What I have observed while giving workshops
As part of the Jewish Interactive team, I have been privileged to be involved with 7 different schools throughout South Africa.
As a parent, and an occupational therapist, I feel I have a very unique opportunity to observe the elements of a school environment.
When I visit a school, I notice many things that contribute to the ‘feeling’ in the school.
The environment in a school is often the first thing a visitor will see. A visitor sees whether the corridors are tidy, the displays on the wall, whether the children’s work is displayed. This is the first impression a visitor has of a school.
The school buildings at the Herzlia schools in Cape Town were quite impressive. From the beautiful patterns on the floor to the artwork and projects displayed all around the school. There is a sense of learning with every step you take.
Each classroom has a different teacher and each teacher is unique in her style and method of teaching and organisation of the classroom space.
In one class, I noticed that the children did not sit in the same seats for longer than 3 weeks. When I asked the teacher about this she replied, “When you go to a movie or theater, you are not always able to get the front row middle seat”. Her method gives the children an opportunity to experience the differing benefits and distractions that the different positions in the classroom offer. For example, there is a noise distraction on the left and a visual distraction on the right. In the front row you have a clear view of the blackboard and in the back and middle rows you have to position yourself appropriately to see the board.
In another classroom the desks were all placed in one section of the room, quite close to each other, and on the other side of the room there was a large open space. When I queried the teacher about her reasoning for the layout, she answered that she preferred having the children close to the board thus using the width of the room instead of the length.
There was a positive atmosphere in the classrooms where there up to date posters and artwork on the wall, whereas it was disappointing to find a lack of décor in others. The children often use the posters to incorporate into their creations, which is part of the process of blended learning.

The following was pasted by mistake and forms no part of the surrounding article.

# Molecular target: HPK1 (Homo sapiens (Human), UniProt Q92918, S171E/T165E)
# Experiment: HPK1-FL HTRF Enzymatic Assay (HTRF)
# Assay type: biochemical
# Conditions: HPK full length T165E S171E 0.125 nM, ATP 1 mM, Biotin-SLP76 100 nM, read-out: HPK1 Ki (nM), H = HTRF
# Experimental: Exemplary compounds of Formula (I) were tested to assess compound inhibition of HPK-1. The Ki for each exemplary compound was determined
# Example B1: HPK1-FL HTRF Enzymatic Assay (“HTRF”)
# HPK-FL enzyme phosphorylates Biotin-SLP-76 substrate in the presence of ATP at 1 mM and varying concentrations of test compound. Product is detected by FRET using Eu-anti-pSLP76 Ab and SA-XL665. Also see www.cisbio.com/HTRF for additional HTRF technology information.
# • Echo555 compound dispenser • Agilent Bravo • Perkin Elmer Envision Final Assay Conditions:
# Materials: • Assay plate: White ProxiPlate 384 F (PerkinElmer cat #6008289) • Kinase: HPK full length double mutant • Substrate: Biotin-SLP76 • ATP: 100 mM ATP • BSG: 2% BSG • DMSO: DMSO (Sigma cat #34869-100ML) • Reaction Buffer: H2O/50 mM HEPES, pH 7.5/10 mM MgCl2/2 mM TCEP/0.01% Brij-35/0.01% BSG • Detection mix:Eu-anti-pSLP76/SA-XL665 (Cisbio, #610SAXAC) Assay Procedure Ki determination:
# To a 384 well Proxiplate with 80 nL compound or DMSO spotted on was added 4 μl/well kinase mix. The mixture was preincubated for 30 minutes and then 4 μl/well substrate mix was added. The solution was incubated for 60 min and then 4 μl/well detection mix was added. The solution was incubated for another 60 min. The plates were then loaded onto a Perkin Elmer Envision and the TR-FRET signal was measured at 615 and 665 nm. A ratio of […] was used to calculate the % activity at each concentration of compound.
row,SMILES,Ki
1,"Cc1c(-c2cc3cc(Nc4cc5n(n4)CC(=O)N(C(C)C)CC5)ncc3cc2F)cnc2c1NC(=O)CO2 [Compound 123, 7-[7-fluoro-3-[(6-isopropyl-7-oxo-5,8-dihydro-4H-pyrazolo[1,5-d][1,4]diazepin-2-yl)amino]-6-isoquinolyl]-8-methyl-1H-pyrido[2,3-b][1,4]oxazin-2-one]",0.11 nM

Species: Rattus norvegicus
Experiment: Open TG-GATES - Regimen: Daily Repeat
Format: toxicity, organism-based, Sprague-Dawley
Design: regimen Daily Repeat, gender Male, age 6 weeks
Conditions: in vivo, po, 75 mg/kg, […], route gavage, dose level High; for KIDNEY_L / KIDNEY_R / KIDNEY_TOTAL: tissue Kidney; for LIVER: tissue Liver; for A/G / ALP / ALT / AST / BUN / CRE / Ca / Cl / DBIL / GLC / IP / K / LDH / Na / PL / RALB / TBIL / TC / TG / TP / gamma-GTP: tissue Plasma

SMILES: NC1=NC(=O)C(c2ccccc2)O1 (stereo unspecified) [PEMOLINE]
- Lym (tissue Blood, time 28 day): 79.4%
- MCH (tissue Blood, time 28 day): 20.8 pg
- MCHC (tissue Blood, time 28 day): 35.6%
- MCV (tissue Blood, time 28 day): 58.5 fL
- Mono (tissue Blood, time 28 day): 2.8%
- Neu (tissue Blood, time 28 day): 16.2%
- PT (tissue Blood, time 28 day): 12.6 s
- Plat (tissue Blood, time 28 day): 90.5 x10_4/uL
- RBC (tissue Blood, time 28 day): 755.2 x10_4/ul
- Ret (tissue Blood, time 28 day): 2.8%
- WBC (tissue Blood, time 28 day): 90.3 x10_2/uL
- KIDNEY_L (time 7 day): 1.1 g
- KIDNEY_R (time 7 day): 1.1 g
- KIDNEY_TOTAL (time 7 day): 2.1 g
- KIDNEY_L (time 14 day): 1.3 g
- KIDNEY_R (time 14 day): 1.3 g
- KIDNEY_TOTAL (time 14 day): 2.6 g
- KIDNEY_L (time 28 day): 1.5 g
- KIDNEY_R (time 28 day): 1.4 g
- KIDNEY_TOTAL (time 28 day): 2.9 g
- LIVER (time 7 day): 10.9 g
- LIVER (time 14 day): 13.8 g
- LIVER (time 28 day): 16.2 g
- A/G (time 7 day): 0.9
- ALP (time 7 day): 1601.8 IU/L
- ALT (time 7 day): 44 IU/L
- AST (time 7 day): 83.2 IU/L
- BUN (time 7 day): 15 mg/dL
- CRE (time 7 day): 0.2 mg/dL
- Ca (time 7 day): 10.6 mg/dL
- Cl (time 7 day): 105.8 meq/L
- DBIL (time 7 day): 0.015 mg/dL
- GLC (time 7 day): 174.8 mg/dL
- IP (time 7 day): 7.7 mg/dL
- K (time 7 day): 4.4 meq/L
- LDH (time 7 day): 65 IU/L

The younger grades tend to have more of the children’s work as opposed to the older grades.
It was very impressive to see a teacher who was changing her posters as soon as one chag was over to the next chag. There was one classroom that had not changed their posters since Purim and I was doing a Shavuot workshop.
The different computer and media centres were very interesting to see. I saw suites where the computers are placed around the edge of the room against the wall and some where there were rows of desks with computer screens blocking the line of vision and the openness of the class. I found it much easier to teach in the rooms where the computers lined the walls as I was able to see all the children and keep an eye on what they were doing. This meant I could easily see if a child wanted support or needed guidance.
A few things I have noticed when visiting schools is the placement of cables to a screen to the projector.
In some schools the connection was under the teacher’s desk with no way to extend it. I was therefore unable to connect my iPad or I would have been sitting underneath the desk while trying to teach. The cables at another school are the right length but not always placed in the correct place in the class. They are often not next to the teacher’s desk, so the teacher has nowhere to rest her laptop. There are also some classes where the connection is on the side of the room and not where the image is being projected which makes it difficult for me to show the class on the iPad and point to the board at the same time.
At one school, I was very impressed. I walked into the computer lesson and the children were learning ICT skills through a project format. They were typing out their spelling words in a word document thereby achieving learning of spelling as well as typing skills (they were grade 2 and typing like professionals.) I think a good idea would be to get the children to have a project in their computer lab thereby learning the skills of the programme (word, excel, power point) through a direct goal and end product.